When the Earths radiation is absorbed or reflected back, this keeps the Earth warmer. We call this the greenhouse effect.
Electromagnetic radiation frequencies
Carbon dioxide in the atmosphere
Carbon is found in all living things. It is constantly recycled through the carbon cycle.
Carbon dioxide in the atmosphere is found in very small amounts. It is absorbed by plants through photosynthesis and released by living organisms as they rot and respire.
Carbon dioxide is one of the main greenhouse gases found in the Earths atmorphere.
The level of carbon dioxide has remained steady for thousands of years, because the rates of absorption and release of carbon dioxide have been the same.
Carbon dioxide in the atmosphere
In the last 200 years the level of carbon dioxide in the atmosphere has steadily increased beecause:
- The burning of fossil fuels as an energy source has increased the rate of release.
- Cutting down forests (deforestation) to clear land has decreased the rate of absorbtion.
The recent increase in temperature of Earth correlates with the rise in carbon dioxide levels. Many scientists believe this correlation is caused by carbon dioxide beacuse it is a greenhouse gas.
The greenhouse effect is slowly increase the average temperature worldwide. This is global warming.
Global warming has many effects including; changes to the crops which can grow in a region, floods or low lying land due to rises of sea level as the sea expands and glaciers melt.
Various gases are responsible for the greebhouse effect:
- Water vapour has the most effect, because there is so much of it.
- The small amount of carbon dioxide in the atmosphere has an effect.
- Methane is a strong absorber of infrared radiation, but there is very little of it.
Scientists use computer models to predict the effects of global warming. The models are tested by seeing if they can use past data to predict todays climate.
Models suggest that global warming will result in more extreme weather events because of:
- Increased water vapour in the hotter atmosphere
- Increased convection in the atmosphere increasing wind speed.
Some electromagnetic waves can carry information from one place to another. That information includes text, voice, music and pictures.
Radiowaves and microwaves are not absorbed by air. This means that they can carry radio and tv broadcasts through the atmosphere.
Infrared and light are not easily absorbed by glass of optical fibres. This means that they can be used for long-distance telephone and internet communication.
Optical fibre: A thin glass fibre through which light can be transmitted.
Radiowaves use a carrier wave to transfer information. The information is used to change the amplitude or frequency of the carrier, in a process called modulation.
A radio receiver demodulates the carrier wave to recover the information.
An analogue signal varies continuously with any value. Sound is an example of an analogue signal.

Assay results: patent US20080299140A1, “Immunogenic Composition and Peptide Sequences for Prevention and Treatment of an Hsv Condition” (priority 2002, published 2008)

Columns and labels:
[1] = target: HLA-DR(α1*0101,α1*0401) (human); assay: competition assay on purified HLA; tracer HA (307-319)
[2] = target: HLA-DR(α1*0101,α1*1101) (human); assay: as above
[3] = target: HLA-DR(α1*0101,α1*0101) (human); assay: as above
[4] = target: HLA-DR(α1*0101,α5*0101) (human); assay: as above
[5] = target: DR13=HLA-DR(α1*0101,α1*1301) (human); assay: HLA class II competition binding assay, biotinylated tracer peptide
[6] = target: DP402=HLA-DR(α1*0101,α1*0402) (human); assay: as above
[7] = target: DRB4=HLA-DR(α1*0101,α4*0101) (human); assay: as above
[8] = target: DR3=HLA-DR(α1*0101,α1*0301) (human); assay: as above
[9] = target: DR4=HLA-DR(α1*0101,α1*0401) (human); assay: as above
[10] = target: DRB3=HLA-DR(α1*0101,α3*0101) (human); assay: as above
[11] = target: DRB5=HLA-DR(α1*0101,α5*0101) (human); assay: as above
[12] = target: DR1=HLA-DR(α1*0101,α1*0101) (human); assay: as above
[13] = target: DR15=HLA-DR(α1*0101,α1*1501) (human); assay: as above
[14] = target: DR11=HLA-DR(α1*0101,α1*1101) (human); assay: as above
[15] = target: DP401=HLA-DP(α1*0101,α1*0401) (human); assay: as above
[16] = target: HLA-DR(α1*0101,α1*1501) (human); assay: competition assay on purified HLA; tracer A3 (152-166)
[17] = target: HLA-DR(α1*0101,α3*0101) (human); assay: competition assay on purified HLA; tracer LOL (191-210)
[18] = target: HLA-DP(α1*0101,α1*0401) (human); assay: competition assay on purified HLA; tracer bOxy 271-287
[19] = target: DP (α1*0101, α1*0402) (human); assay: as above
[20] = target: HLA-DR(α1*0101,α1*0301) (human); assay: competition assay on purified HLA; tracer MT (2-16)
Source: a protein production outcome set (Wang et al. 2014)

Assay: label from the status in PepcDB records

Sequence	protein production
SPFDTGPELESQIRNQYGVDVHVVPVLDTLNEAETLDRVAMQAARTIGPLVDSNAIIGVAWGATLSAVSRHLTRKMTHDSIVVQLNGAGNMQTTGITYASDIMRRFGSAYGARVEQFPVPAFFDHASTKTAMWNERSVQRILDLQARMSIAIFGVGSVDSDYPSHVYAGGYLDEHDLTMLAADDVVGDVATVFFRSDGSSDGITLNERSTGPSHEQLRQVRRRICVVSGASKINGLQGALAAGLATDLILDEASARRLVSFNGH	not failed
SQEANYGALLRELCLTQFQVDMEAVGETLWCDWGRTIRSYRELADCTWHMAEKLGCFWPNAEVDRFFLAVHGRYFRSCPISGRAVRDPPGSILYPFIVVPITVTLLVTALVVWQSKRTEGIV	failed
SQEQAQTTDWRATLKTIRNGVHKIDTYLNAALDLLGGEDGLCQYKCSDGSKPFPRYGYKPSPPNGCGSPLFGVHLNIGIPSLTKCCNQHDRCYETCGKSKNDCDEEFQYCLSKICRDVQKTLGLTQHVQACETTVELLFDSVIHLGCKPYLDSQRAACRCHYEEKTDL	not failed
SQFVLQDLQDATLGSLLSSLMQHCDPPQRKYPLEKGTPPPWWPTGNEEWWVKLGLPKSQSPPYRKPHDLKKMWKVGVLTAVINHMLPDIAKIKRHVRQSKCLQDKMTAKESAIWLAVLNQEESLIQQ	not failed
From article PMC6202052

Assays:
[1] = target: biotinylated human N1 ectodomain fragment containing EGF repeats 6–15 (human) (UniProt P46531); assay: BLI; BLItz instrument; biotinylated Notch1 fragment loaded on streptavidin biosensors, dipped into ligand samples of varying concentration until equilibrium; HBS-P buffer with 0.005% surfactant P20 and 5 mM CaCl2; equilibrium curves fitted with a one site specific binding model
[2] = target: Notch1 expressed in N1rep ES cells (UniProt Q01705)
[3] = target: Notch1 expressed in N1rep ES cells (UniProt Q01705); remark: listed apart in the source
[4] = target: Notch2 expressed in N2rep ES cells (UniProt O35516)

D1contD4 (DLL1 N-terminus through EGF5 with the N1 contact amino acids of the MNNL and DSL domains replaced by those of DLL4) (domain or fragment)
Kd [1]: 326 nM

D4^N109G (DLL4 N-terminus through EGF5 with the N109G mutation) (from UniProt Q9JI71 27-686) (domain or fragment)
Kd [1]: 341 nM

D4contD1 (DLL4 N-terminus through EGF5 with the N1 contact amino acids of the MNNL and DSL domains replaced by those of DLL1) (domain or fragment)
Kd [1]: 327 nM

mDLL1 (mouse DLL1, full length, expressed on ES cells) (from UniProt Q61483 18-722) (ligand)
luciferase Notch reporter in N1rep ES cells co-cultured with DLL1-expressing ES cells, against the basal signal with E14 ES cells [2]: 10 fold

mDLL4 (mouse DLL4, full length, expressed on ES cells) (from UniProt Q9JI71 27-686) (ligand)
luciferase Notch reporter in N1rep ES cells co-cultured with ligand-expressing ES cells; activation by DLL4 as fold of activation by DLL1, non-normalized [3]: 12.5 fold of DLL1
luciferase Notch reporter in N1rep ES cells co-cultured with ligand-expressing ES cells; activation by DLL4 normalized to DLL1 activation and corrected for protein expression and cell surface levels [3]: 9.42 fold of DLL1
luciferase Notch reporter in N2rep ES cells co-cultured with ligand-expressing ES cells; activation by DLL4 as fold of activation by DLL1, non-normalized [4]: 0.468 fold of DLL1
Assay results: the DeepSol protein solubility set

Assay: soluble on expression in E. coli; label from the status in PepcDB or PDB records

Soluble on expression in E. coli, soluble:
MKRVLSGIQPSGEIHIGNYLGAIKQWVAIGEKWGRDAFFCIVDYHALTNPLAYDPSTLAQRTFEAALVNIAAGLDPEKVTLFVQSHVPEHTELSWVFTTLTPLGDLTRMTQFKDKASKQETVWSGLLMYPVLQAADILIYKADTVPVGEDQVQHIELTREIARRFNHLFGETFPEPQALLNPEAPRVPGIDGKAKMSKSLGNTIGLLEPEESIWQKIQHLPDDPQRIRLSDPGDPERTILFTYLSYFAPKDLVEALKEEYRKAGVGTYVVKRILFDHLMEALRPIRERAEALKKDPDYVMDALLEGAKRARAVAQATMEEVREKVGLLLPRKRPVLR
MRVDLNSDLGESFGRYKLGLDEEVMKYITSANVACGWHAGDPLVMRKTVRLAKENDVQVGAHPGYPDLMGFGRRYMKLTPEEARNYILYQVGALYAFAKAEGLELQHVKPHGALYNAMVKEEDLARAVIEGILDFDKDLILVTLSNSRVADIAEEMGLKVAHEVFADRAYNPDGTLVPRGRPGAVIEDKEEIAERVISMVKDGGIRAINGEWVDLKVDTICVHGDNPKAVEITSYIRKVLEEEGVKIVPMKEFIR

Modulation which varies the amplitude of a radio wave continuously make analogue signals.
A digital signal has only a few values. The digital code for sending sound or pictures has only two values, called 1 and 0.
By contrast, analogue signals are those which vary continuously.
Analogue signals, such as sound, can be sent by radio wave in a digital code:
- The value of the signal is measured
- The value is coded as a string of 1s and 0s
- The 1s and 0s make a digital signal by pulsing the carrier wave on and off (where 0=no pulse, 1=pulse).
- The process is repeated many times a second.
Radio recievers use the strings of 1s and 0s in the digital signal to recover (decode) the original analogue signal and produce a copy of it.
Radiowaves can be affected by unwanted information called noise. Noise changes the amplitude of the carrier continuously.
Noise always reduces the quality of the signal recovered by an analogue reciever, because the original signal cannot be separated from the noise.
The wave pulses which carry information can usually be separated from the continuously varying noise in a digital reciever, so the quality of the signal is not affected.
Storing digital information
Digital information is stored as bytes.
A byte is a string of 8 binary digits. Each binary digit can be either 1 or 0.
Digital information builds up images from very small dots called pixals. The colous and brightness of each pixal is set by binary digits.
Increasing the number of binary digits for a picture increases the sharpness of the image.
Digital information builds up sound from a rapid series of values called samples. The value of each sample is set by binary digits.
Increasing the number of binary digits for a sound increases its quality.
An advantage of using digital signals is that they are easily stored in electronic memories. So can be processed by computers.